MANILA, Philippines - Speaker Feliciano Belmonte Jr. said yesterday he is exploring the feasibility of holding a "rider" plebiscite on the proposal to ease restrictions on the economic provisions of the Constitution in the 2016 elections, if holding a separate referendum would be expensive.
Belmonte is the principal author of Resolution of Both Houses No. 1 seeking to amend some provisions in Articles XII on National Economy and Patrimony, XIV on Education, Science and Technology, Arts, Culture and Sports and XVI on the General Provisions of the 1987 Constitution to attract foreign investments.
The measure seeks to insert “unless otherwise provided by law” in the provisions which means the restrictions on foreign ownership – currently limited to 40 percent – would remain until Congress chooses to lift them via legislation.
Once the resolution is approved both in the Senate and the House, Belmonte said it would be submitted for approval of the people through a nationwide plebiscite within a specific timeframe.
“Instead of a separate plebiscite, I was thinking if for instance in the next elections, it is legal to make a question in the ballot box to be checked by voters, is that the equivalent of a plebiscite?” Belmonte told reporters.
“Besides, a lot of people participate in the elections, which has the biggest voter turnout, and doing it that way, Charter change will be well discussed because a lot of people will be talking about it,” he said.
Belmonte said it is unlikely that the plebiscite on amending the economic provisions of the Constitution would be held this year, even as he noted statements from officials of the Commission on Elections (Comelec) that they are closely following developments in Congress on the measure.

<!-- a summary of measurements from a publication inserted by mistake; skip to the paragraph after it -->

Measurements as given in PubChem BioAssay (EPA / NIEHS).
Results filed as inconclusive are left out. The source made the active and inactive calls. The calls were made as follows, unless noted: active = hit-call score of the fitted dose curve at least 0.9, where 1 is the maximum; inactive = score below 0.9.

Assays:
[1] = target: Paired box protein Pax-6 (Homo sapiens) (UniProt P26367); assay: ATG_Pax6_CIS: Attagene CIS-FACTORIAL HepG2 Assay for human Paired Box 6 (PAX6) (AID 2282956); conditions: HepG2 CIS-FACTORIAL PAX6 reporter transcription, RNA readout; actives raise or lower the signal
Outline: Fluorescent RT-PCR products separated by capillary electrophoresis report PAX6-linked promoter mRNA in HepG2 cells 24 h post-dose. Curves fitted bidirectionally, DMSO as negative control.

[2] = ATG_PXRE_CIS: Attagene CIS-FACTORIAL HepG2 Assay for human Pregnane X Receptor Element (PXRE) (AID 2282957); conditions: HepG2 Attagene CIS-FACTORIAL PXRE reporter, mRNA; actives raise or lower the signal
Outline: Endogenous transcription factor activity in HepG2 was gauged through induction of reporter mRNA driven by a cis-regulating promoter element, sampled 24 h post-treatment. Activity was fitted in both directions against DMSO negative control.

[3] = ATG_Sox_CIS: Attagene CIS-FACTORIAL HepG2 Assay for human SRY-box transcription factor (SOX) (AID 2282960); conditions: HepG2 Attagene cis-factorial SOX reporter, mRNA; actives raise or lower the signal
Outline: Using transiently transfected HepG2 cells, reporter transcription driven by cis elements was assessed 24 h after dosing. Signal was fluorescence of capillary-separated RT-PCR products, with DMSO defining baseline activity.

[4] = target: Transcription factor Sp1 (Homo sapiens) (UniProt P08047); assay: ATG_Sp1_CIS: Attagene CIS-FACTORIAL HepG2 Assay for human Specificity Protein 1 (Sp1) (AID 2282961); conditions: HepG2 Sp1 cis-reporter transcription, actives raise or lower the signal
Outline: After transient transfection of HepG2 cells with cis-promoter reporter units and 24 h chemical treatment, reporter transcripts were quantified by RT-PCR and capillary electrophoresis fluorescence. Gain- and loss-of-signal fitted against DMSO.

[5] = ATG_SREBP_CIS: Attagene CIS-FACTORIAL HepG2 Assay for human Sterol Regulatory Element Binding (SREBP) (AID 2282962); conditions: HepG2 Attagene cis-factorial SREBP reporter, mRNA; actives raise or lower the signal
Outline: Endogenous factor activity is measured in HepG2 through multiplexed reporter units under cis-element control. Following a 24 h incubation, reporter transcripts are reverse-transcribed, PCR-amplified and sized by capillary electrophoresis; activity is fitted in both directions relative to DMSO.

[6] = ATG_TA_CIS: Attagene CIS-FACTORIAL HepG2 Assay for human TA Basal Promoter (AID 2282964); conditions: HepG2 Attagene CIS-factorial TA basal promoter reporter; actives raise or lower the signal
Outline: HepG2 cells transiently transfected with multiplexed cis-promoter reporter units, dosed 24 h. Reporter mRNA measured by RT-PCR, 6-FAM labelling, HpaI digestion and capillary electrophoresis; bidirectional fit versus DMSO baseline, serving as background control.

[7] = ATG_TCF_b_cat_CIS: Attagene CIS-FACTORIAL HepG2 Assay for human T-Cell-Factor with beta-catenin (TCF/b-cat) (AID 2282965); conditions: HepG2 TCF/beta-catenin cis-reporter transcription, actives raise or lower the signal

Comelec officials in a recent hearing at the House said they could propose a budget for the holding a plebiscite on the resolution for 2015 if the measure is passed.
Belmonte said the resolution would be tackled in the Senate separately, so it was still possible to hold the plebiscite next year if there is an appropriation for it.
“Let’s face it, the idea that we can do anything more with it other than pass it, is out. If we pass this, this is for the benefit of the next administrations. We can’t do anything about it, except to make it possible for them to have the elbow room to respond to world events,” he said.
Belmonte said he recently had separate meetings with representatives of private companies from the European Union and the US active in Southeast Asia and discussed the issue of restricting the entry of foreign investments.
“What we want is investments that come in and stay here, and I’m referring of course to foreign direct investments which would be creating jobs and also creating economic opportunities for the country,” he said.
The House is set to resume plenary discussions on the proposal next week.
A survey conducted by Pulse Asia last March showed that 44 percent of those aware of efforts in Congress to ease economic restrictions in the Constitution are in favor of the move while 36 percent are still undecided.
Davao City Rep. Mylene Garcia-Albano, chairperson of the House committee on constitutional amendments, earlier sponsored the measure on the floor, saying “the issue at hand is the vital role of Congress as an institution to fulfill its constitutional mandate in exercising its constituent power when necessary and crucial to the people’s welfare and the country’s economic progress.”